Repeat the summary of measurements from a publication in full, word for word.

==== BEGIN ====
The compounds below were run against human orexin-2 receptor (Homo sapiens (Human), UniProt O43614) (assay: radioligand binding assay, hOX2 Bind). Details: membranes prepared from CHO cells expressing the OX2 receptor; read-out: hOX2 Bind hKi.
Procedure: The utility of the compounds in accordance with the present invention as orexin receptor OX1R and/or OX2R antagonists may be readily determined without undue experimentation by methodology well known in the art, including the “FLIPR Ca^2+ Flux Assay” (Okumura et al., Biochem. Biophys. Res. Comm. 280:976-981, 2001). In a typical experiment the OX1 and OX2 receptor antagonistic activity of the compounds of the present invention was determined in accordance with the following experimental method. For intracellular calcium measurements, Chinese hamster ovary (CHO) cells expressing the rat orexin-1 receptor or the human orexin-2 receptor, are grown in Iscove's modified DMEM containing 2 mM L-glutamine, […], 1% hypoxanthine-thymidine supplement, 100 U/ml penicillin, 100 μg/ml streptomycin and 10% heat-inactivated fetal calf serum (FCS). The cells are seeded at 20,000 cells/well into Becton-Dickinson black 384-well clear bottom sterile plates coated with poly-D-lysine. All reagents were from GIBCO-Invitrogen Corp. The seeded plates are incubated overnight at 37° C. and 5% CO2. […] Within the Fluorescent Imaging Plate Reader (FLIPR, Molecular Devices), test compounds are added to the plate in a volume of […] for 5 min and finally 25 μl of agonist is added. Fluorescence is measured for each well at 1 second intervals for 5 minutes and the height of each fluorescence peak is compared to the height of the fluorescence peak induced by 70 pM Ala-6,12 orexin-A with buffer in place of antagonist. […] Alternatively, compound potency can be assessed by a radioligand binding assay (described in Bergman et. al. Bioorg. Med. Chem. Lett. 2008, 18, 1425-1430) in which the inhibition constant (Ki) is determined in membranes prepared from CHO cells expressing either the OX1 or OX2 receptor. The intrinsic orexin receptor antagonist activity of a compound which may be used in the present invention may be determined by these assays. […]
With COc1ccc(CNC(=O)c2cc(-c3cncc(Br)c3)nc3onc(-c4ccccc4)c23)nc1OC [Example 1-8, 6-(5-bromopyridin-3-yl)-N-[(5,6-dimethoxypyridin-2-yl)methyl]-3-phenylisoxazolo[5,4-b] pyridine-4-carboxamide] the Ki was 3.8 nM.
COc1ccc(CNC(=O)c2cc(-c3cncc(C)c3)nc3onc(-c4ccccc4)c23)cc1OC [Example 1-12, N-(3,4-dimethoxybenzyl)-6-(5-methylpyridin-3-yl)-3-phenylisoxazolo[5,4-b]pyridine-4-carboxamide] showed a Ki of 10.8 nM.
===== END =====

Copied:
The compounds below were run against human orexin-2 receptor (Homo sapiens (Human), UniProt O43614) (assay: radioligand binding assay, hOX2 Bind). Details: membranes prepared from CHO cells expressing the OX2 receptor; read-out: hOX2 Bind hKi.
Procedure: The utility of the compounds in accordance with the present invention as orexin receptor OX1R and/or OX2R antagonists may be readily determined without undue experimentation by methodology well known in the art, including the “FLIPR Ca^2+ Flux Assay” (Okumura et al., Biochem. Biophys. Res. Comm. 280:976-981, 2001). In a typical experiment the OX1 and OX2 receptor antagonistic activity of the compounds of the present invention was determined in accordance with the following experimental method. For intracellular calcium measurements, Chinese hamster ovary (CHO) cells expressing the rat orexin-1 receptor or the human orexin-2 receptor, are grown in Iscove's modified DMEM containing 2 mM L-glutamine, […], 1% hypoxanthine-thymidine supplement, 100 U/ml penicillin, 100 μg/ml streptomycin and 10% heat-inactivated fetal calf serum (FCS). The cells are seeded at 20,000 cells/well into Becton-Dickinson black 384-well clear bottom sterile plates coated with poly-D-lysine. All reagents were from GIBCO-Invitrogen Corp. The seeded plates are incubated overnight at 37° C. and 5% CO2. […] Within the Fluorescent Imaging Plate Reader (FLIPR, Molecular Devices), test compounds are added to the plate in a volume of […] for 5 min and finally 25 μl of agonist is added. Fluorescence is measured for each well at 1 second intervals for 5 minutes and the height of each fluorescence peak is compared to the height of the fluorescence peak induced by 70 pM Ala-6,12 orexin-A with buffer in place of antagonist. […] Alternatively, compound potency can be assessed by a radioligand binding assay (described in Bergman et. al. Bioorg. Med. Chem. Lett. 2008, 18, 1425-1430) in which the inhibition constant (Ki) is determined in membranes prepared from CHO cells expressing either the OX1 or OX2 receptor. The intrinsic orexin receptor antagonist activity of a compound which may be used in the present invention may be determined by these assays. […]
With COc1ccc(CNC(=O)c2cc(-c3cncc(Br)c3)nc3onc(-c4ccccc4)c23)nc1OC [Example 1-8, 6-(5-bromopyridin-3-yl)-N-[(5,6-dimethoxypyridin-2-yl)methyl]-3-phenylisoxazolo[5,4-b] pyridine-4-carboxamide] the Ki was 3.8 nM.
COc1ccc(CNC(=O)c2cc(-c3cncc(C)c3)nc3onc(-c4ccccc4)c23)cc1OC [Example 1-12, N-(3,4-dimethoxybenzyl)-6-(5-methylpyridin-3-yl)-3-phenylisoxazolo[5,4-b]pyridine-4-carboxamide] showed a Ki of 10.8 nM.